Hillside comes out on top in lawsuit by former police captain

HILLSIDE, NJ — A lawsuit claiming that the township of Hillside was guilty of retaliation and a hostile work environment was dismissed by state Superior Court on Tuesday, Dec. 1.

Former Hillside Police Capt. Nicola Lomonte, the plaintiff in this case, represented by Jeffrey Catrambone of the law firm of Sciarra & Catrambone, had made these claims against the township of Hillside, specifically former Hillside Mayor Angela Garretson, who was represented by Frank Capece of the law firm of Garrubbo & Capece. Capece regularly contributes columns to Union County LocalSource. The trial took place on Sept. 21, 22, 23, 24 and 28 before Judge Alan G. Lesnewich.

Lomonte claimed that Garretson had engaged in inappropriate contact. Further, he alleged that certain arguments had resulted in a hostile work environment, following his taking the civil service test to become chief of police. He argued that Lt. Vincent Ricciardi was promoted to the position of chief by the mayor, despite Lomonte scoring four points higher on the test and holding the superior rank of captain.

Lesnewich, however, would have none of this.

“The court respectfully disagrees that the record does not even come remotely close to establishing that Mayor Garretson acted with discriminatory intent towards Lomonte at any point during her tenure as councilperson or mayor,” said the judge in court documents. “Her decisions were based on concededly subjective and predictive judgments, which relate to the mayor’s assessment of personality and compatibility with managerial objectives. No doubt these are important factors, which are difficult to accurately measure in a competitive examination alone. The court is firmly convinced that the reasons provided for the appointment of Lt. Ricciardi over Capt. Lomonte, although somewhat subject, are logical and reasonable.”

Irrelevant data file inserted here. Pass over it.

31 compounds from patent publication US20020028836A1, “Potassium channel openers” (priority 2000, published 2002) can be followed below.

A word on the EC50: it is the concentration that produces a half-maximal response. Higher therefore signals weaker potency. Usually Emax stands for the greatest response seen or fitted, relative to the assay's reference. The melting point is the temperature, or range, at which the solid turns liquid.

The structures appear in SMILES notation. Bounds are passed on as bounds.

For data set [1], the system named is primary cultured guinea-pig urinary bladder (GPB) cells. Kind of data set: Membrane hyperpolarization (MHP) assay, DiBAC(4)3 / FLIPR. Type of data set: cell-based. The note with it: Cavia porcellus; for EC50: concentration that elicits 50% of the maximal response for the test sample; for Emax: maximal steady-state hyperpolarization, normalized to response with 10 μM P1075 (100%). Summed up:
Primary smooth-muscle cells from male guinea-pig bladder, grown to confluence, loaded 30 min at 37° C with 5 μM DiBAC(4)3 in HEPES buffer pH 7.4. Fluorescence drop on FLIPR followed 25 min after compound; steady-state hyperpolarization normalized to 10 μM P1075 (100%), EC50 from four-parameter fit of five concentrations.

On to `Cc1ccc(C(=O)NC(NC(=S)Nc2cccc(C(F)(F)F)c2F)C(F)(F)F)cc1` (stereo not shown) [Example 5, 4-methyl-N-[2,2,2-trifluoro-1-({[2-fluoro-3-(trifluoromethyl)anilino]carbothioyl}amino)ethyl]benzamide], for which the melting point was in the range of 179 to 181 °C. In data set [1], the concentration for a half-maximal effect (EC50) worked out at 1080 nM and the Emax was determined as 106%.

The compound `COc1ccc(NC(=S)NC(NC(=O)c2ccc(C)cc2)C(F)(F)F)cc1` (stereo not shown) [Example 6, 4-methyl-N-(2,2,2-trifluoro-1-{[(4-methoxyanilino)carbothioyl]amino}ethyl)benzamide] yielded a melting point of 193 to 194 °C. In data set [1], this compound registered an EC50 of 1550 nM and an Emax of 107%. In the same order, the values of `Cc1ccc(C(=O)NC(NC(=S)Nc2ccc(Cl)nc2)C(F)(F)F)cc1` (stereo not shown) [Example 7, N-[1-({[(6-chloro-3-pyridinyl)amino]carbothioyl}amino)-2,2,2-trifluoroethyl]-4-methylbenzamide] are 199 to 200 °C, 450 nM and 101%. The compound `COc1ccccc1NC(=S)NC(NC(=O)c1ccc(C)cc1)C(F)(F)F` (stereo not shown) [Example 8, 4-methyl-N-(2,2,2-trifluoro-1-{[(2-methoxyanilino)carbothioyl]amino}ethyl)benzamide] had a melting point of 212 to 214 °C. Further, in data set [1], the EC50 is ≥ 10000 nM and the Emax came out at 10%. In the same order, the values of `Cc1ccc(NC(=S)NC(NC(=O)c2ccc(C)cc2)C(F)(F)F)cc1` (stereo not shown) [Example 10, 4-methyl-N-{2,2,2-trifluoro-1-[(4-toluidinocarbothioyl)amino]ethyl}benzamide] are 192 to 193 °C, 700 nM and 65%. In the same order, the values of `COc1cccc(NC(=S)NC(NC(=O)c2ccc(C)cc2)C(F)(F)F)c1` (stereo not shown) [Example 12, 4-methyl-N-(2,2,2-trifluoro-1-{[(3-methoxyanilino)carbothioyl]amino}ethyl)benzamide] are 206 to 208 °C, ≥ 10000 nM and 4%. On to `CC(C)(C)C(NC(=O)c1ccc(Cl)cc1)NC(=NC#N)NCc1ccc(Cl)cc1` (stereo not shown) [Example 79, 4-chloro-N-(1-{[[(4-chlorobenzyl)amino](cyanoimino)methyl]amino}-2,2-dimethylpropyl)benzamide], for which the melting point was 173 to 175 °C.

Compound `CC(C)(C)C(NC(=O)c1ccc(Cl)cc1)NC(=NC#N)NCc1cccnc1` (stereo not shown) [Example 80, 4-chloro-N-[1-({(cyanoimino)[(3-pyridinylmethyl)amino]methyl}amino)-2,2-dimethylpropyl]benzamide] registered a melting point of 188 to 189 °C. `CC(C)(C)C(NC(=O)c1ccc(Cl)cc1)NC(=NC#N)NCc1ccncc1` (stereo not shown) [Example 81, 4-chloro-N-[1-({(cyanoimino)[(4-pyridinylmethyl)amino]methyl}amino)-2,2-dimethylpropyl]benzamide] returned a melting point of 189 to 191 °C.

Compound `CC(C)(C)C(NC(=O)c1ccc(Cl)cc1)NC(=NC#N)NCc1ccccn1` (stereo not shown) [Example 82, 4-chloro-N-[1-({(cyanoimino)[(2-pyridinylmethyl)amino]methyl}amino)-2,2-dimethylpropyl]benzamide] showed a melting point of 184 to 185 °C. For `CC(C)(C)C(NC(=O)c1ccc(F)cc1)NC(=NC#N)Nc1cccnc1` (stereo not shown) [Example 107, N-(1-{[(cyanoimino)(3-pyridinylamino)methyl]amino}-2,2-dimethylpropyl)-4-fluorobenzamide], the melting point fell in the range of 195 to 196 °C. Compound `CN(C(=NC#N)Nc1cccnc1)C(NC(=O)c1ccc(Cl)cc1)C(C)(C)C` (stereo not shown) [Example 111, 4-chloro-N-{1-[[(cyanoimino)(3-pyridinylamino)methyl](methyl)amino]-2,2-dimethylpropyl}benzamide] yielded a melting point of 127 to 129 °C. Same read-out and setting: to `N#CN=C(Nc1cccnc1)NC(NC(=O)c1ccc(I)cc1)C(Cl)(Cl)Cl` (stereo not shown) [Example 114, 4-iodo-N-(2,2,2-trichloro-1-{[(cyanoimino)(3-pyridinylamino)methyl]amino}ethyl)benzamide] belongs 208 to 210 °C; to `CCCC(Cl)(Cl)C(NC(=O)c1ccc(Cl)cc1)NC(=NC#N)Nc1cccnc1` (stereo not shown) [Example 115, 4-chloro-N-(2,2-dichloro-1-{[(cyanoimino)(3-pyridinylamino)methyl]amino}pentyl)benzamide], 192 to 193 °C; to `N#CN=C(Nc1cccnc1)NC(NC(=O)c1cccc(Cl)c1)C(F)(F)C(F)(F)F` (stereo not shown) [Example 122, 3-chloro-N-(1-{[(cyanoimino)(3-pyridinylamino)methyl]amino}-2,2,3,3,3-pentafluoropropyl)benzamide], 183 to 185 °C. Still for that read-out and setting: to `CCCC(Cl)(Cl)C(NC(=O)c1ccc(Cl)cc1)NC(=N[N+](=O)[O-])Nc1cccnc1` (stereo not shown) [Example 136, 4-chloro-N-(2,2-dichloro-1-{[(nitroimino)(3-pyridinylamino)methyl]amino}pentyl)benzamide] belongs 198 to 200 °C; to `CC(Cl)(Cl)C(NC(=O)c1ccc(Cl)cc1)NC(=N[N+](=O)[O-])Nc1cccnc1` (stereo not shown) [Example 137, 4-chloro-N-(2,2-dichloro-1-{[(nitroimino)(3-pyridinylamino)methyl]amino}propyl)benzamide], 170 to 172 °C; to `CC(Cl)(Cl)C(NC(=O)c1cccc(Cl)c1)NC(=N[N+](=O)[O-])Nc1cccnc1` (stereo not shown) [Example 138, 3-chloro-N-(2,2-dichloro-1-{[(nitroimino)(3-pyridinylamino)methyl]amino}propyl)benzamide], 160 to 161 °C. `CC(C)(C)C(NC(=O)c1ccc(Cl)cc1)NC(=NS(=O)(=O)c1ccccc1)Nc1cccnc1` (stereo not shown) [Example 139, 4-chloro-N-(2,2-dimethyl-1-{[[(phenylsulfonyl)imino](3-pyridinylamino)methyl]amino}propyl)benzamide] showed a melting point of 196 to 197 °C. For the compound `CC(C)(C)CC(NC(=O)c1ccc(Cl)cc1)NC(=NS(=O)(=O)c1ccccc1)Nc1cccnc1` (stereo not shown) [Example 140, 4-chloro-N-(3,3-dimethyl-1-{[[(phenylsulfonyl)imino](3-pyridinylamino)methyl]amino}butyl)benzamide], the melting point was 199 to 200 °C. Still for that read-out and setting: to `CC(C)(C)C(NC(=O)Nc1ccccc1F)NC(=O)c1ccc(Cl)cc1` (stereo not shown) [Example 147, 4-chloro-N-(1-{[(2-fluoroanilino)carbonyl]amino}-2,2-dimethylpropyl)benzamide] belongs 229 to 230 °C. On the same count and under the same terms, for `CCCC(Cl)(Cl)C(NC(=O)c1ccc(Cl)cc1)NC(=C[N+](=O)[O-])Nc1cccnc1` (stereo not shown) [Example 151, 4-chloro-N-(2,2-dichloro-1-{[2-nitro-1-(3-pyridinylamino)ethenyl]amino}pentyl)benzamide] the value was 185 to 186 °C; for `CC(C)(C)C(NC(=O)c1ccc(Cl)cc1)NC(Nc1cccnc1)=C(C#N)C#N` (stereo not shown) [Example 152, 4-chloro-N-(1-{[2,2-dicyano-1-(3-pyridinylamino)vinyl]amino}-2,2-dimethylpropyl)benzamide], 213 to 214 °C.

According to court documents, Ricciardi had begun working as the department’s information technology manager and was skilled with computers, something that Garretson testified at length as being an asset. Utilizing what’s known in the New Jersey Civil Service Commission as the Rule of Three, which allows an appointing authority to choose from the top three eligible candidates from an open competitive or promotional list for a position, the mayor selected Ricciardi to be the next chief of police instead of Lomonte.

“She relied upon the Rule of Three in bypassing Capt. Lomonte and promoting Lt. Ricciardi, citing ‘leadership’ and Ricciardi being a ‘better fit,’ and that Capt. Lomonte was a ‘follower and not a leader,’” according to the court documents.

While the mayor admitted that she and Lomonte had had confrontations, which Lomonte claimed were discrimination, it was successfully argued that these disagreements were simply in the course of business.

“No employee has a constitutional right to a boss that they like,” said Capece on Tuesday, Dec. 2. “In this case, Garretson was very clear that she wanted certain changes.”

During cross-examination, Garretson said she wanted to make sure there were certain goals met, and she felt Ricciardi was more suited to doing that than Lomonte.

“I made the argument that I thought Lomonte’s primary problem was he had a sense of entitlement to the job, and he did not,” Capece said.